Bing Wallpaper Gallery
May 8, 2020
Victory in Europe, 75 years ago
On May 8, 1945, thousands of people poured into the streets of Paris to celebrate the defeat of Nazi Germany and the end of World War II in Europe. This photo of the famous Avenue des Champs-Élysées was taken from atop the appropriately named Arc de Triomphe, looking east toward the distant Place de la Concorde and the Louvre. Victory in Europe (VE-Day) had come at last.
May 7, 2020
Where the wildflowers grow
In honor of National Wildflower Week, we"re looking at a splash of blooming bluebonnets, the state flower of Texas. If you notice bluebonnets and other blooms while traveling down Texas highways, thank the state"s Department of Transportation, which sows tens of thousands of pounds of wildflower seeds along roadways each year.
May 6, 2020
The (Inca) empire strikes back
It"s the 1530s. Spanish conquistadors are cementing their hold over the lands of the Inca Empire, including the massive 12th-century stone fortress in today"s image: Sacsayhuamán, in the old Inca capital of Cusco. The Spanish hold prisoner a man named Manco Inca, the puppet leader they"ve installed over the Incans. But in April 1536, he escapes.
May 5, 2020
A courtyard scene from Spain
For centuries people have lavishly decorated the courtyards of Córdoba, in southern Spain"s Andalusia region. Here in the San Basilio neighborhood of the city’s old town, the densely packed whitewashed houses look out onto courtyards and patios embellished by hanging flowerpots and trailing plants. The sculpture on today’s homepage, by artist José Manuel Belmonte, pays homage to the caretakers who pass along the tradition.
May 4, 2020
It s Star Wars Day
Does this place look familiar? If you"re a "Star Wars" fan you might recognize it as the planet of Crait, featured in "The Last Jedi." In reality it"s Salar de Uyuni, the world"s largest salt flat, found in southwest Bolivia. This otherworldly landscape is near the crest of the Andes, about 12,000 feet above sea level. The salt flat was formed when prehistoric lakes dried up over centuries, leaving behind a salt crust several feet deep. After a rare rainfall, a thin layer of perfectly still water will transform the salt flat into a giant mirror 80 miles across.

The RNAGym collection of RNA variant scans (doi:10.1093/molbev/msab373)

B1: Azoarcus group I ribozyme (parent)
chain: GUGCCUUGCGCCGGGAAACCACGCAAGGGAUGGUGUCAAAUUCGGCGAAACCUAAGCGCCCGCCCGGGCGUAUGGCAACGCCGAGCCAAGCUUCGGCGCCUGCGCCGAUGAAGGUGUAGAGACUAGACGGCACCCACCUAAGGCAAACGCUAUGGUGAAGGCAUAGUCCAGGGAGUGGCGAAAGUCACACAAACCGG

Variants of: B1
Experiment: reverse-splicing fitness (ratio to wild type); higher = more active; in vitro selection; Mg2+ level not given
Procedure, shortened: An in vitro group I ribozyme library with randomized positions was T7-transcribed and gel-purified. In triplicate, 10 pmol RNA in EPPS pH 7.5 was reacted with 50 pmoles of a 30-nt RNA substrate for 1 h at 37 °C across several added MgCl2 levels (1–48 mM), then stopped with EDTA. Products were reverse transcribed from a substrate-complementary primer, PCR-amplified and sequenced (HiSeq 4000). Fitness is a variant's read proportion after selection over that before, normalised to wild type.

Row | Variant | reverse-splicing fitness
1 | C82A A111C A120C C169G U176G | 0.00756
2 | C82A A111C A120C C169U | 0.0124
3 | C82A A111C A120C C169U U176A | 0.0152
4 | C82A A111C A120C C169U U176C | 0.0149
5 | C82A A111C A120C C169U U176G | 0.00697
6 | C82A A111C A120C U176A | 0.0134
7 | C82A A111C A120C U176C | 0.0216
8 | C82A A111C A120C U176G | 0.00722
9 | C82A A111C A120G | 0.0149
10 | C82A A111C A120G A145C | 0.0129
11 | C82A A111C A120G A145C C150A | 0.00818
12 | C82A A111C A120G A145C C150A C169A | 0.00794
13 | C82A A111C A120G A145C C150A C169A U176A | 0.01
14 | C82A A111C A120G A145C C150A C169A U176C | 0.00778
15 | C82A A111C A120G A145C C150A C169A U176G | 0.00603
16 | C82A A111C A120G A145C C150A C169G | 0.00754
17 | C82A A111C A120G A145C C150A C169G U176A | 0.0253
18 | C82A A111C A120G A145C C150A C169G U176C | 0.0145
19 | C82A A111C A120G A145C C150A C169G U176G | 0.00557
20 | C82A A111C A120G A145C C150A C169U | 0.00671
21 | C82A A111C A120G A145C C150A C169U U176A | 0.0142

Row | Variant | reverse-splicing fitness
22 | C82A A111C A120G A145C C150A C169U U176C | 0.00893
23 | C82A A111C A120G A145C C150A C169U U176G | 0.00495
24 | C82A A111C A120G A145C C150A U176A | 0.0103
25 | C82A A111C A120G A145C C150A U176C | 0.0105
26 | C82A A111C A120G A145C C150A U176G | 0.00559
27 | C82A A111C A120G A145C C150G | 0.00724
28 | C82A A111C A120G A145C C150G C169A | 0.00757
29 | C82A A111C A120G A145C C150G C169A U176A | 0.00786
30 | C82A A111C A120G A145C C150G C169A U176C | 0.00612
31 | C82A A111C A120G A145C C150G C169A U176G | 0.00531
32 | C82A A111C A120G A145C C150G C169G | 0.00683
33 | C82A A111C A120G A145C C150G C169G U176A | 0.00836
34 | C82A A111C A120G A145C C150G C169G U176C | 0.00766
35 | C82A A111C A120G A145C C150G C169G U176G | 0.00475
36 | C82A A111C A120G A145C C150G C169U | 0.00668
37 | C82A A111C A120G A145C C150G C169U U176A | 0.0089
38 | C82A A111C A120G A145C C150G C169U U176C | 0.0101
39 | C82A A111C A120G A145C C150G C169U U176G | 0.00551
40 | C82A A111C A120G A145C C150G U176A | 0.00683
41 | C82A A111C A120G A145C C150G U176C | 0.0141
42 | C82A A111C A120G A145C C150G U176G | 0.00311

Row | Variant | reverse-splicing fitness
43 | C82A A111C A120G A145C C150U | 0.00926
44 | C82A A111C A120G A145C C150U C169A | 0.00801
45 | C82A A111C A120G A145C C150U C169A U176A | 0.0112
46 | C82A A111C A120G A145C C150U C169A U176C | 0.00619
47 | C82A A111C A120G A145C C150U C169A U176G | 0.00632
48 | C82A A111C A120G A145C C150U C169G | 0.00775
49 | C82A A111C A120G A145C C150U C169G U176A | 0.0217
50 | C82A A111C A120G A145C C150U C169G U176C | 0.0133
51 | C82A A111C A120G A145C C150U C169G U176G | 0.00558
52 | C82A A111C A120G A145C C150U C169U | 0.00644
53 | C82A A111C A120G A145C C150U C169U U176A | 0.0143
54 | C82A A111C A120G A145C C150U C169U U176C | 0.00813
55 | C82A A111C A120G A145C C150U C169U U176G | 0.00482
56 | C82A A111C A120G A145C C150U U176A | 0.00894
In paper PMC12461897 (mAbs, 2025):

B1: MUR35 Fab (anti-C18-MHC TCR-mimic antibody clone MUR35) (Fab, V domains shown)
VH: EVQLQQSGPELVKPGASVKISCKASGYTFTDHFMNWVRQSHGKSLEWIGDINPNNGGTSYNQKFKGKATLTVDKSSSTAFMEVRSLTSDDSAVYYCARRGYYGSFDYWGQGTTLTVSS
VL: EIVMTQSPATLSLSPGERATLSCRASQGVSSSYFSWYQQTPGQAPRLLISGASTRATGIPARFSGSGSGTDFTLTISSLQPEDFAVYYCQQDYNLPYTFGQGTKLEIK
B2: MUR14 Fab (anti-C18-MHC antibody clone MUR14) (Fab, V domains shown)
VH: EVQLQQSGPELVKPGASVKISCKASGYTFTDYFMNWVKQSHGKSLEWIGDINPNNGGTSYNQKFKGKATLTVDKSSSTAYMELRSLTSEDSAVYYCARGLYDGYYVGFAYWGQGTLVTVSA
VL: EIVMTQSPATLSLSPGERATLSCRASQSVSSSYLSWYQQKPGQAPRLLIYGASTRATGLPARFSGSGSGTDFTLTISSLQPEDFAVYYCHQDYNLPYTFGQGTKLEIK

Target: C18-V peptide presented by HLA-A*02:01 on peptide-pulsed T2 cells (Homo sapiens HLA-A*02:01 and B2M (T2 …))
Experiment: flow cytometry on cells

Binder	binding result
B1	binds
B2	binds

May 3, 2020
World Laughter Day—it s a hoot
We could all use a little laughter right now, and this snowy owl seems to have the right idea. Or maybe she knows it"s World Laughter Day, which has been celebrated every first Sunday in May since 1998. Started in India by Dr. Madan Kataria, founder of the worldwide laughter yoga movement, World Laughter Day aims to raise awareness about laughter and its healing benefits. It"s not about watching or reading something funny—though there"s nothing wrong with that—it"s about improving your mood and well-being by laughing spontaneously. However you choose to do it, take inspiration from the owl and laugh today.
May 2, 2020
Morocco in bloom
Millions of roses are harvested in May and June each year in the Dades Valley of Morocco, known as the Valley of Roses. (It"s also called the Valley of a Thousand Kasbahs, for the many traditional fortresses found here.) The Asif M"Goun River flows from high in the Atlas Mountains, bringing water to the lush valleys below.
May 1, 2020
It s Asian Pacific American Heritage Month
As Asian Pacific American Heritage Month kicks off today, we"re visiting Kubota Garden in Seattle, part of the city"s extensive park system. The 20-acre Japanese garden is tucked away in the Rainier Beach district—one of the traditional centers of Seattle"s Asian American community.
Apr 30, 2020
What kind of bird laid these eggs?
These colorful little eggs are the progeny of the hoary redpoll, also known as the Arctic redpoll because of its extreme northern habitat. This hardy finch spends much of its time, including breeding season, in the brushy tundra of the northern polar regions. Because of the extreme cold, the female will often line her nest with feathers, particularly white ptarmigan feathers, as these appear to be. Sighting a hoary redpoll is a rare treat. The bird doesn"t exactly migrate, but in winter it will sometimes fly short distances farther south in search of food, so if you live in Minnesota, North Dakota, or Montana, you might get a peek at one on your bird feeder. You’ll recognize a hoary redpoll by its small yellow bill, red cap, dark face, and "frosty" white underbody streaked with brown. Or listen for the "chif chif chif" of its call.
Apr 29, 2020
Spring comes to the Palouse